SundayMorning is a 2013 Bavaria Cruiser 45 designed by Farr Yachts and built in a shipyard in Giebelstadt, Germany. She was named after our favorite day of the week where we would lounge in bed and watch the morning show Sunday Morning. She is a combination of luxury and performance sailing. She has twin helms, a cast iron wing keel and a 75 hsp diesel engine. She has a roller furling jib sail and in mast furling main sail. She can handle 7-8 knots sailing at a 35-40 degree apparent wind angle. It is said she can go as high as 9 knots with a 60 degree angle but we have yet to push that limit.
She was a 3 cabin 3 head sailboat that we remolded into a 2 cabin 2 head layout in order to give us a navigation table, additional storage and an equipment room. We added a generator, watermaker, ice maker and air conditioning. We also added an electric winch up top which aids us in heavy weather as well as moving our dinghy (SaturdayNight) on and off the boat. The galley is spacious and friendly with both a refrigerator and freezer as well as a microwave and 3 burner propane stove. We added an island for extra storage and serving area.
Our master cabin is queen size with separate shower and head and the guest cabin is a double with a private head/shower. The cockpit up top is where the most of the real living takes place with comfy cushions, table for dining and large swim platform for sunning, sitting or showering off the back. One can also lounge at anchor on the bow at sunset or take a nap in a hammock. We have a guard turtle named Grayco who came all the way from Beaufort with us and resides in the companionway steps.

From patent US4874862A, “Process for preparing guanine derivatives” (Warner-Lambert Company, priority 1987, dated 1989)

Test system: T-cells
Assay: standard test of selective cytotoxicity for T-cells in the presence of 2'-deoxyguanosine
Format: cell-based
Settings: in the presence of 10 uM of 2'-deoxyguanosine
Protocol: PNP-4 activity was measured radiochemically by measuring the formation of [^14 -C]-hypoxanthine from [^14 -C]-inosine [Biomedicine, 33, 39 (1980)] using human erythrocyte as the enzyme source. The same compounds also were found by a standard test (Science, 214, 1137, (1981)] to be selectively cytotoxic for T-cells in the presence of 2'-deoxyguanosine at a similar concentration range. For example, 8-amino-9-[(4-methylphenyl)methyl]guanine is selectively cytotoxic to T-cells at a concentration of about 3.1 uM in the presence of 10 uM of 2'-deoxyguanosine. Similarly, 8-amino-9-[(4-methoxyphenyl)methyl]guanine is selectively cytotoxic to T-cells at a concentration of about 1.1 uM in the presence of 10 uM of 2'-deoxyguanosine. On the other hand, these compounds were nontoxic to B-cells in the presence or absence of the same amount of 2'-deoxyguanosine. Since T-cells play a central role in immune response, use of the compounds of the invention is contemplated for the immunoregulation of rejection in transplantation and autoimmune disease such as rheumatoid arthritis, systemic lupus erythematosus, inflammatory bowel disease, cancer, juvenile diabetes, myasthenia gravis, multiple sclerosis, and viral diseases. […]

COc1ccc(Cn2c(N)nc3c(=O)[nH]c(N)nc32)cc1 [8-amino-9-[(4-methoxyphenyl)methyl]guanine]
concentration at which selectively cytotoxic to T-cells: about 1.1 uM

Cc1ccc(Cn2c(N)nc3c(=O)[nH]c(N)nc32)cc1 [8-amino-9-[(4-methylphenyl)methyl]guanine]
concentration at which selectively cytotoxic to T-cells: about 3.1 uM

All in all SundayMorning is like a wonderful studio apartment in Manhattan but with amazing ever changing views!
SaturdayNight is an 9 foot AB inflatable dinghy with a Yamaha 9.9 hsp outboard engine that provides us transportation to and from shore, for snorkeling excursions or just cruising around an anchorage. He has a dry storage locker and a ladder for graceful re-boarding after snorkeling. While cruising we pull “him” in back of us. When offshore we haul him up top on the bow deflated and secured tightly. He also sports a bright yellow engine cover and fenders which we added to easily distinguish him from other dinghy’s at a busy dock after a few too many libations with dinner.